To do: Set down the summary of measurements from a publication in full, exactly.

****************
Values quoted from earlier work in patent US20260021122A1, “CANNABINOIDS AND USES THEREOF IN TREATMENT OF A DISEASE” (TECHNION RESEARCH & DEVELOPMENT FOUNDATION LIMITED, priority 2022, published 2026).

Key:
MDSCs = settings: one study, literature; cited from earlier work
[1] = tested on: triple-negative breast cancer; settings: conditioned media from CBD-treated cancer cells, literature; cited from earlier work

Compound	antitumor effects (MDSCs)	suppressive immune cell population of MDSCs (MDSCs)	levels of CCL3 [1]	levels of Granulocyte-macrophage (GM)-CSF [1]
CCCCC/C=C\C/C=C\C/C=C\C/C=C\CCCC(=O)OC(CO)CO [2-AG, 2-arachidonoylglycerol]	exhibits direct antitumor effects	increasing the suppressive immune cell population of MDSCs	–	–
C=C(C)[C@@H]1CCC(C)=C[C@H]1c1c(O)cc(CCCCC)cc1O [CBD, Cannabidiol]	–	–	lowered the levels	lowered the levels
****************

Values quoted from earlier work in patent US20260021122A1, “CANNABINOIDS AND USES THEREOF IN TREATMENT OF A DISEASE” (TECHNION RESEARCH & DEVELOPMENT FOUNDATION LIMITED, priority 2022, published 2026).

Key:
MDSCs = settings: one study, literature; cited from earlier work
[1] = tested on: triple-negative breast cancer; settings: conditioned media from CBD-treated cancer cells, literature; cited from earlier work

Compound	antitumor effects (MDSCs)	suppressive immune cell population of MDSCs (MDSCs)	levels of CCL3 [1]	levels of Granulocyte-macrophage (GM)-CSF [1]
CCCCC/C=C\C/C=C\C/C=C\C/C=C\CCCC(=O)OC(CO)CO [2-AG, 2-arachidonoylglycerol]	exhibits direct antitumor effects	increasing the suppressive immune cell population of MDSCs	–	–
C=C(C)[C@@H]1CCC(C)=C[C@H]1c1c(O)cc(CCCCC)cc1O [CBD, Cannabidiol]	–	–	lowered the levels	lowered the levels